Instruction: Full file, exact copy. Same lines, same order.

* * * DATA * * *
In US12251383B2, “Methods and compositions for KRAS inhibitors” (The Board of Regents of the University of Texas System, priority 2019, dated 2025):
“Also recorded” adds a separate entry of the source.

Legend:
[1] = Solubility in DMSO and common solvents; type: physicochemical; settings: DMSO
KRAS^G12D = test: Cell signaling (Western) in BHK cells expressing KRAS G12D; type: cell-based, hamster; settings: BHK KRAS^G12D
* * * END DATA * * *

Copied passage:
In US12251383B2, “Methods and compositions for KRAS inhibitors” (The Board of Regents of the University of Texas System, priority 2019, dated 2025):
“Also recorded” adds a separate entry of the source.

Legend:
[1] = Solubility in DMSO and common solvents; type: physicochemical; settings: DMSO
KRAS^G12D = test: Cell signaling (Western) in BHK cells expressing KRAS G12D; type: cell-based, hamster; settings: BHK KRAS^G12D